Christianity and The Broken Window Theory

In 1982, Stanford university psychologist Philip Zimbardo argued the apparent wealth of a neighborhood was irrelevant with regard to its social control. One broken window, in any neighborhood, leads to more broken windows.

Zimbardo said, “One unrepaired broken window is a signal that no one cares, and so breaking more windows costs nothing.” At the same time, disorder increases fear, which leads residents to withdraw from the community and decrease social control which increases fear and withdrawal in a continuing cycle.

Why do Christians break their own windows?

Let’s say you buy a brand-new house. Brand. Spanking. New.

You get the key and move in and start making plans for each and every room. Except that scary corner in the basement. Obviously.

Your first day in the house you take a hammer and chuck it through a window. You tell yourself you’re checking the strength of the windows. Maybe it wasn’t the best way to check and when others ask you why you had to check you have a simple, but straightforward answer.

“It’s my house. I can do what I want. I’ll fix it later.”

No one gets mad at you. The bank doesn’t raise your mortgage. The police don’t arrest you. In fact, now you think about it, throwing a hammer through a brand-new window felt pretty good. People have made careers out of destroying things, even before streaming video sites, because destroying things in new and clever ways is fun!

You’ll need to cover the hole, so the elements and critters don’t get in the house, but that’s easily accomplished. You could even replace the window at a reasonable cost. Honestly, when all is said and done, what’s the harm?

It only makes sense, knowing all of the above, to put it down in your calendar for the first of every month to throw a hammer through another window.


Is there an alternative to breaking your own windows?

Imagine if you will a new Christian; redeemed by the blood of Christ, sins forgiven, new heart, new outlook on life, saved from sin, death, and hell. Imagine a Christian saying, “It’s my life. I can do what I want. I’ll pray for forgiveness later.”

It’s not a far-fetched notion. It happens all the time. If not blatantly, subtlety. There are those who keep on sinning because they’ve decided grace allows for the behavior. There are also those who have knowingly, or unknowingly, tucked a sin aside for once-in-a-while use. It’s really no different than the Christian Broken Window theory.

Christ has made us new by His death and resurrection.

Therefore, if anyone is in Christ, he is a new creation. The old has passed away; behold, the new has come.

2 Corinthians 5:17 ESV

Christ makes a new covenant so that we are no longer under the law, but under grace.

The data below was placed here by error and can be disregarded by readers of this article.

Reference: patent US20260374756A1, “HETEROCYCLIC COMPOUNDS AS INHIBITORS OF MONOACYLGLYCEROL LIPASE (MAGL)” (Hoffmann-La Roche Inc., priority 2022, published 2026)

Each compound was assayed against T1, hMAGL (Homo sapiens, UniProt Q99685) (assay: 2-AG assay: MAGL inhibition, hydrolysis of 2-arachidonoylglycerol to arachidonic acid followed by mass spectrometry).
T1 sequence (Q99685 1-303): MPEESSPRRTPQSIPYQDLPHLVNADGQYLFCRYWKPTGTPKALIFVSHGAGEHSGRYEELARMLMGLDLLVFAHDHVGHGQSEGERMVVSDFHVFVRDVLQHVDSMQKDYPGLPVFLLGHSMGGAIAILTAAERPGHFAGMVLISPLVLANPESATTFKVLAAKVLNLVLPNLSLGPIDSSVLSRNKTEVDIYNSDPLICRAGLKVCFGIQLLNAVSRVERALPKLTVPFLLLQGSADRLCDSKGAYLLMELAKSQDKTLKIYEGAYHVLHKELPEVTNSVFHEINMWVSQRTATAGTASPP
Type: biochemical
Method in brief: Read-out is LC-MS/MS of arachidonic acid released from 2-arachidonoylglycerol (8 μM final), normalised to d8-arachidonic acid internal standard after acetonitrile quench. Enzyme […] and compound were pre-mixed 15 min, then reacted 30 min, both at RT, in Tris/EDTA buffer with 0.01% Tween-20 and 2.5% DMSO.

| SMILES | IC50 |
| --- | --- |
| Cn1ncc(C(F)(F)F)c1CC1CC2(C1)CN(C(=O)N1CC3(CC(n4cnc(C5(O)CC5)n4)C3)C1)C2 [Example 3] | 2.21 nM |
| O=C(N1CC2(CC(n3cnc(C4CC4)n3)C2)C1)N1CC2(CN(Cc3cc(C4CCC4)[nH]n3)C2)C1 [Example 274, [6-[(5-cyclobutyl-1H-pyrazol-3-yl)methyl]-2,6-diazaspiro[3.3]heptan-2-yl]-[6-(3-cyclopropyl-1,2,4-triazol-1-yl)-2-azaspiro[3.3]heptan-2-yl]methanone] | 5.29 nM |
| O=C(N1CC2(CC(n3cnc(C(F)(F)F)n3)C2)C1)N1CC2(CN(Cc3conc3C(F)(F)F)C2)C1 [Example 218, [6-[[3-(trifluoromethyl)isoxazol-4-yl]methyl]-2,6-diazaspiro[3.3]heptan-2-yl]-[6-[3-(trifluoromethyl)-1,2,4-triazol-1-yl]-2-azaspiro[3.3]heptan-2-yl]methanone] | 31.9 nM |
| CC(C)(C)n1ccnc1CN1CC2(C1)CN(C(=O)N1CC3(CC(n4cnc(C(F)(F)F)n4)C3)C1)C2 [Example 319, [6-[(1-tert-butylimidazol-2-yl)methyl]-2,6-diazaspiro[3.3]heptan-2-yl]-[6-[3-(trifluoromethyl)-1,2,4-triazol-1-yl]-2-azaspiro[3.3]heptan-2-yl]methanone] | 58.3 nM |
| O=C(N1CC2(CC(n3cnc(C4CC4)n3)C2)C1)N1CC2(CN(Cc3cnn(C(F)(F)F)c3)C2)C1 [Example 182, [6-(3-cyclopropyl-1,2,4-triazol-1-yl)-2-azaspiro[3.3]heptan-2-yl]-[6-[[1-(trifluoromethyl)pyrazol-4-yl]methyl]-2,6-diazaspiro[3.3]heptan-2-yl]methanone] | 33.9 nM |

For sin will have no dominion over you, since you are not under law but under grace.

Romans 6:14 ESV

Furthermore, Christ has fulfilled the law and forgiving our sins once for all time so we no longer face the punishment for sin.

And you, who were dead in your trespasses and the uncircumcision of your flesh, God made alive together with him, having forgiven us all our trespasses, by canceling the record of debt that stood against us with its legal demands. This he set aside, nailing it to the cross.

Colossians 2:13-14 ESV

The conclusion then for some is to go on sinning because Christ will always forgive you. Others feel they can have a guilty pleasure because Christ will always forgive them. But this makes as much sense as breaking a new window in your new house just so you can replace it with another new window.

The solution is obvious. Go and sin no more.

How do we create new rules to keep the old rules?

We don’t.

I’m serious.

We don’t need any more rules.

A typical response to this sinful life is to go full on the other way and create a new legalism. The new legalism creates the same old problem. We can’t keep the law. People have given up on the faith over this, or become depressed Christians, or pushed their legalism on others.

This happens often. Every time a Christian book is released and gets popular. The next thing you know Christians are “applying the principals from the book” but in reality, they are supplanting God’s grace for a whole new legalism. The principals of the book are easier to identify and implement then the Bible and therefore end up taking precedence.

Do not put together a new list of rules to keep for yourself or others. Guidelines could help for a while to get you on track, but they should not become burdensome laws.

Are there no rules? Are there no guidelines?

Of course, there are rules and guidelines. Jesus didn’t abolish the law, He fulfilled it. With His fulfillment of the Law, we are no longer bound to it, or condemned by it if we are in Christ.

But this doesn’t mean we can go on willfully sinning.

What shall we say then? Are we to continue in sin that grace may abound? By no means! How can we who died to sin still live in it? Do you not know that all of us who have been baptized into Christ Jesus were baptized into his death?

Romans 6:1-3 ESV

It also doesn’t mean we can return to a new legalism.

Let me ask you only this: Did you receive the Spirit by works of the law or by hearing with faith? Are you so foolish? Having begun by the Spirit, are you now being perfected by the flesh? Did you suffer so many things in vain—if indeed it was in vain?

Galatians 3:2-4

We have to be wary of anyone who brings us a different Gospel and we also have to be wary of anyone who brings us a new law.

The law acts as a curb, mirror and guide (thank you confirmation classes), but the Gospel reminds us to show grace and mercy to ourselves and others. The law condemns, but the Gospel shows compassion.






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